An only child, I was born in San Francisco, CA in 1955. My father was an aircraft mechanic and pilot, and my mother was an artist. Our family relocated to Colombia, South America when I was two for my father’s job, and we returned to the States shortly before I started kindergarten due to the political unrest and my mother’s concerns about the family’s safety. We settled in DeRidder, LA, where my father managed the local airport.
According to my mother, I wrote my first short story when I was four, a piece called “Tall Cat” about a kind kitty that offered wise advice and never scratched. I dictated the story to my mother and illustrated it myself. It’s possible I still have a copy of that magnum opus among my mother’s things.
My family moved to Winslow, AZ when I was in third grade, and I spent the rest of my formative years in the town famous for “standing on the corner.” My parents established a thriving air ambulance service, ferrying patients from Native American reservations to hospitals and clinics in Arizona, New Mexico, and Colorado. In fourth grade, I started playing the violin, a class offered by my public school. I still play violin today.
After graduating with a B.A. in English from Eastern New Mexico University, I moved to Albuquerque with plans to pursue an M.A. in English at the University of New Mexico. I met my husband there while playing in a pit orchestra for the musical, Jesus Christ, Superstar! My husband was principal bassoonist, and I was concert mistress. Many couples have their “song,” but we have our own rock opera!
I never completed my M.A. because we moved to northern California for my husband to teach math at the University of the Pacific. When I fretted about abandoning graduate school, about not having a job or a plan, my husband told me, “You’ve always wanted to be a writer, so write.” I published my first freelance story a couple of months later, and my life changed forever.
After several job changes and several moves for my husband’s career in aerospace, we ended up in Colorado Springs, where we started our family. But tragedy struck. I had two life-threatening pregnancies less than three years apart, and in both cases, our son and our daughter, respectively, were born prematurely and died during infancy. My husband and I became active in The Compassionate Friends and later co-facilitated S.H.A.R.E., a grief support group for parents who have lost children through miscarriage, stillbirth, or neonatal death. We worked with grieving parents for four years–until shortly after we adopted our daughter, the oldest of our two bi-racial children. A year later, we adopted our son. I’ve written and published several pieces about grief, neonatal death, and adoption, including the essay, “Rising from the NICU,” published on Raising Mothers.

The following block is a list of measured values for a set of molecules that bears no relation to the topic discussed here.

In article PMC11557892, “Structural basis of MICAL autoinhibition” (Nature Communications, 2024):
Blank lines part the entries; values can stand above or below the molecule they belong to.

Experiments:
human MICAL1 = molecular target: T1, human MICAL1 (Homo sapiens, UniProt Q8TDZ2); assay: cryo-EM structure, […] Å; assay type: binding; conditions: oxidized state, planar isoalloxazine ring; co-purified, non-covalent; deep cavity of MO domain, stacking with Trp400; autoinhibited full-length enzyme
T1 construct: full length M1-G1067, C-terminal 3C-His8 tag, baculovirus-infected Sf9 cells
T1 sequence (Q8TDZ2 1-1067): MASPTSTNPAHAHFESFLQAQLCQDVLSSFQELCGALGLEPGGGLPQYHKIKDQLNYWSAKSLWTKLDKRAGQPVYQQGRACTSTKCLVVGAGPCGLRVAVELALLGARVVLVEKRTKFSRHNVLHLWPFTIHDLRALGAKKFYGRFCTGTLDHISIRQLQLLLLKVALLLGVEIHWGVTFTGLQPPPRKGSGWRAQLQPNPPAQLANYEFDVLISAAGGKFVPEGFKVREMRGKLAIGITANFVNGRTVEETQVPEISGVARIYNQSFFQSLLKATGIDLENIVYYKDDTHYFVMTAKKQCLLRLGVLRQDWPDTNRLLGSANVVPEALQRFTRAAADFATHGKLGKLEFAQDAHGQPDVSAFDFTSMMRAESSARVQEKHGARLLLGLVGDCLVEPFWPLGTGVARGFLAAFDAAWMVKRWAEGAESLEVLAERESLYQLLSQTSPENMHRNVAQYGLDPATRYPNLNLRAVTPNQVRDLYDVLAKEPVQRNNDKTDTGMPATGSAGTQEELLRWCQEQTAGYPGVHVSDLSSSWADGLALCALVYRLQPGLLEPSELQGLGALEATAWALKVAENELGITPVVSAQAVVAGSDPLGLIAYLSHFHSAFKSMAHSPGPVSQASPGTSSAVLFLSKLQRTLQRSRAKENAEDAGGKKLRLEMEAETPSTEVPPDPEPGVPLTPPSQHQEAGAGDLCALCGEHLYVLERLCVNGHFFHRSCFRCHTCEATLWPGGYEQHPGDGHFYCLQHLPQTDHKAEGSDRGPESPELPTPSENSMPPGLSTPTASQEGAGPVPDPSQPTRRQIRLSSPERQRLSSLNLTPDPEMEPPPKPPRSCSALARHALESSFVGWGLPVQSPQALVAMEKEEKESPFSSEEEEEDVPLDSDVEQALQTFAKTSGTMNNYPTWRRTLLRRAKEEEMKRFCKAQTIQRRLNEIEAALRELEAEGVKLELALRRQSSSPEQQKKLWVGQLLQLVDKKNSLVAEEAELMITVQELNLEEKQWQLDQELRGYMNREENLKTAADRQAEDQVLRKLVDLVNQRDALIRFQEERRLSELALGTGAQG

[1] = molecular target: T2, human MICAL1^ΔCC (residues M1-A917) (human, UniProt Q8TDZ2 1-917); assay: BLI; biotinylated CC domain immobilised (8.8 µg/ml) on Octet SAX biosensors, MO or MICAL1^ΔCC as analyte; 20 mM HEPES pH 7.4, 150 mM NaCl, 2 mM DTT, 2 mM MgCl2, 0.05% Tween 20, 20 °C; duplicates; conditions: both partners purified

We moved to Peoria, AZ in 1999 and still live in the same house. The turn of the century was a difficult time because my parents passed away less than two months apart. My mother died from the complications of Alzheimer’s disease in Dec. 1999, and my father died from congestive heart failure in February 2000. My creative nonfiction piece, “Healing Arts,” is a tribute to my mother’s struggle with that horrible disease.
Throughout the many moves and the many shifts in our lives, I continued to write and publish short fiction, poetry, and creative nonfiction. You will find a complete list of my publications on the Publications page. I did return to graduate school in 2008, and I hold an MFA in Writing from Vermont College of Fine Arts. My awards include fellowships from Ragdale and the Arizona Commission on the Arts. In addition to writing and editing, I also teach creative writing for arts organizations and community groups.